(where Sal tries to get excited about life by road-tripping with a morally questionable friend)
Opposing Joyce’s no-punctuation method, Jack Kerouac fills his 1957 novel On the Road with commas. On the Road was written as a realistic portrayal of Kerouac’s America—the people in it and the imperfect, unwholesome lives they lead. The manuscript was written on what Kerouac called ‘the scroll’—a continuous 120-foot scroll of architect’s paper sheets which he had cut to size and stuck together. The narrator takes his readers on a three-year journey around America. For the most part, the voice of the novel is smooth and rolls along (like on a highway, I get it) through long sentences infused with commas. These are sometimes undercut with short, sharp statements, like the opening line: ‘I first met Dean not long after my wife and I split up.’ Kerouac’s sudden switching of sentence lengths demonstrates how new thoughts can interrupt ongoing ones.
The commas keep the long sentences easy to follow. A comma is usually seen as a pause. In On the Road, the commas show the progression of ideas and thoughts—each leads into the next (like what Willy James was saying). Another interesting aspect of Kerouac’s sentences is their ability to slip asides into the middle of a thought. For example, the last sentence takes up fifteen lines and includes a question: ‘...and tonight the stars’ll be out, and don’t you know that God is Pooh Bear? the evening star...’ The new thought is not important enough to have its own sentence and relies on the rest of the phrase to support it. Some critics believe if Kerouac used parentheses for his asides the tone would differ too greatly and this approach would not work (rude! I’m trying something out here!).
(where a young girl and a ghost remember stuff)
(finally) Ali Smith’s 2014 novel How to Be Both is a contemporary demonstration of stream of consciousness. The text, split into two parts, seamlessly flows between the present moment and memory. The text shows the interconnected stories of George, a young girl grieving the loss of her mother, and Francesco, the ghost of a Renaissance painter musing about their life. What is intriguing is Smith’s use of colons in Francesco’s narration. Francesco’s inner-monologue abounds with sentences structured like so: ‘I went to see what size they were: flies rose: as I did I saw one of the boots’. Francesco has a grand, old manner of speaking and thinking. Smith creates this tone by using colons to show ideas streaming out of each other. Although this may not be the grammatically correct way of using a colon (but who has time to be a pendant when there’s Literature to write?) the implications of a colon work in Smith’s favour. The phrase after a colon should expand on what came before, so each new thought Francesco has is implied to be connected and yet separate (Willy Jim’s theory strikes once again). In fact, as Francesco is a spirit and no longer has any restraints on their physical being, the punctuation restraints placed on George have no meaning for Francesco either. Smith uses parentheses (and they work!) and plays with the placing of the text on the page in the beginning and ending of the part to help the reader imagine the way Francesco thinks. Smith’s formatting the text as though ideas are literally flowing on the page is a nod to the fact that we do not think from left to right. In fact, our thoughts are scattered and are only cohesive to ourselves.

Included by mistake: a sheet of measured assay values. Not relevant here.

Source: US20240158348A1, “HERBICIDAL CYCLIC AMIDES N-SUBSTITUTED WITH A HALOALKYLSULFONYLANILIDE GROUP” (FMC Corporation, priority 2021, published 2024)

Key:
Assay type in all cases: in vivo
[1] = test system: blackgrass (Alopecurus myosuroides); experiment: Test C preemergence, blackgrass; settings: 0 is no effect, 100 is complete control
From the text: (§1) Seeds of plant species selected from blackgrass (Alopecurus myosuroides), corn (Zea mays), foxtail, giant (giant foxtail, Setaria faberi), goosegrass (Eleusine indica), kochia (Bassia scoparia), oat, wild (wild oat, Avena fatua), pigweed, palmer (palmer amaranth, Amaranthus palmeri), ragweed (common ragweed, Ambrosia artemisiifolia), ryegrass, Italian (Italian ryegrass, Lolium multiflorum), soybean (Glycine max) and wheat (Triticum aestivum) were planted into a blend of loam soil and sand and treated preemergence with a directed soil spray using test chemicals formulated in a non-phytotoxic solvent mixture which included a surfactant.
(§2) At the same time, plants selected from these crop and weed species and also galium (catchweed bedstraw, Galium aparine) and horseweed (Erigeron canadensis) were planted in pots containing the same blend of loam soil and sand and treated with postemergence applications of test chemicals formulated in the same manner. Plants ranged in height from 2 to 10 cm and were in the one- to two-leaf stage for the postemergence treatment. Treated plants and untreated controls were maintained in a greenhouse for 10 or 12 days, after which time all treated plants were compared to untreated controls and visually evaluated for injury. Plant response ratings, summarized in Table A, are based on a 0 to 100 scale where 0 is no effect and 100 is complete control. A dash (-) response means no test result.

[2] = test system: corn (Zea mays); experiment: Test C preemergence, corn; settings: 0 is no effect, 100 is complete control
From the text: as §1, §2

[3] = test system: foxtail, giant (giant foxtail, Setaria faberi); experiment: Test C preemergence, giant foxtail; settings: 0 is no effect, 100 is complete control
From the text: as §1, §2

Writers have been attempting to show the inner mind of an individual for centuries, yes, I wonder who the first was: in contemporary publishing we have more room to experiment with punctuation, and play with form yes simplicity has become a staple in contemporary writing but authors such as Smith are still allowing themselves to experiment and scrutinise our reading experience: with such role models as Joyce, Kerouac and now Smith, a writer today can attempt stream of consciousness writing with punctuation being the tools in their toolbox yes we will Yes. (too much?)